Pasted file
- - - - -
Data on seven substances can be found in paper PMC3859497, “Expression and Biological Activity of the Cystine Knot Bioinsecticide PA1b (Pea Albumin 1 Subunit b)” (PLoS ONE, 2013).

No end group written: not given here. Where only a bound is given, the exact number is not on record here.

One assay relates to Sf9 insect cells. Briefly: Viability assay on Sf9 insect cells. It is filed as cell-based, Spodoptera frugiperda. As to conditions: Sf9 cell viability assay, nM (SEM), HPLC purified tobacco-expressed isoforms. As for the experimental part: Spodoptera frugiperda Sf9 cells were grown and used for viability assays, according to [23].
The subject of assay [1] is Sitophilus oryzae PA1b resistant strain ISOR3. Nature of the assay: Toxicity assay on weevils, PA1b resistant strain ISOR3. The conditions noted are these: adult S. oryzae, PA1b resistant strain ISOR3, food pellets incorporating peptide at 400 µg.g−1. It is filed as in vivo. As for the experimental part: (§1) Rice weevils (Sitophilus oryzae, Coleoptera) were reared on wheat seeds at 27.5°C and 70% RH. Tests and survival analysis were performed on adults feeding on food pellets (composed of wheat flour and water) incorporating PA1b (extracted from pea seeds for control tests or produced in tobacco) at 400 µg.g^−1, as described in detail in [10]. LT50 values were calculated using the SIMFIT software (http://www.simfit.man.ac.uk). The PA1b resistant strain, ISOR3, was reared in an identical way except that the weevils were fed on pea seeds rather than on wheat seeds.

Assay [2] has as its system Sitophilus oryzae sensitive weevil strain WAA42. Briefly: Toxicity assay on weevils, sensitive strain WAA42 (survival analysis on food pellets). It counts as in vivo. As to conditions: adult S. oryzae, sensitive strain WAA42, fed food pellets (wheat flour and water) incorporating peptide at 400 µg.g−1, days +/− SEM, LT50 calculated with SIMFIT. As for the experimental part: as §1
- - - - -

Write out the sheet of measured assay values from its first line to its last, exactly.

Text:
Data on seven substances can be found in paper PMC3859497, “Expression and Biological Activity of the Cystine Knot Bioinsecticide PA1b (Pea Albumin 1 Subunit b)” (PLoS ONE, 2013).

No end group written: not given here. Where only a bound is given, the exact number is not on record here.

One assay relates to Sf9 insect cells. Briefly: Viability assay on Sf9 insect cells. It is filed as cell-based, Spodoptera frugiperda. As to conditions: Sf9 cell viability assay, nM (SEM), HPLC purified tobacco-expressed isoforms. As for the experimental part: Spodoptera frugiperda Sf9 cells were grown and used for viability assays, according to [23].
The subject of assay [1] is Sitophilus oryzae PA1b resistant strain ISOR3. Nature of the assay: Toxicity assay on weevils, PA1b resistant strain ISOR3. The conditions noted are these: adult S. oryzae, PA1b resistant strain ISOR3, food pellets incorporating peptide at 400 µg.g−1. It is filed as in vivo. As for the experimental part: (§1) Rice weevils (Sitophilus oryzae, Coleoptera) were reared on wheat seeds at 27.5°C and 70% RH. Tests and survival analysis were performed on adults feeding on food pellets (composed of wheat flour and water) incorporating PA1b (extracted from pea seeds for control tests or produced in tobacco) at 400 µg.g^−1, as described in detail in [10]. LT50 values were calculated using the SIMFIT software (http://www.simfit.man.ac.uk). The PA1b resistant strain, ISOR3, was reared in an identical way except that the weevils were fed on pea seeds rather than on wheat seeds.

Assay [2] has as its system Sitophilus oryzae sensitive weevil strain WAA42. Briefly: Toxicity assay on weevils, sensitive strain WAA42 (survival analysis on food pellets). It counts as in vivo. As to conditions: adult S. oryzae, sensitive strain WAA42, fed food pellets (wheat flour and water) incorporating peptide at 400 µg.g−1, days +/− SEM, LT50 calculated with SIMFIT. As for the experimental part: as §1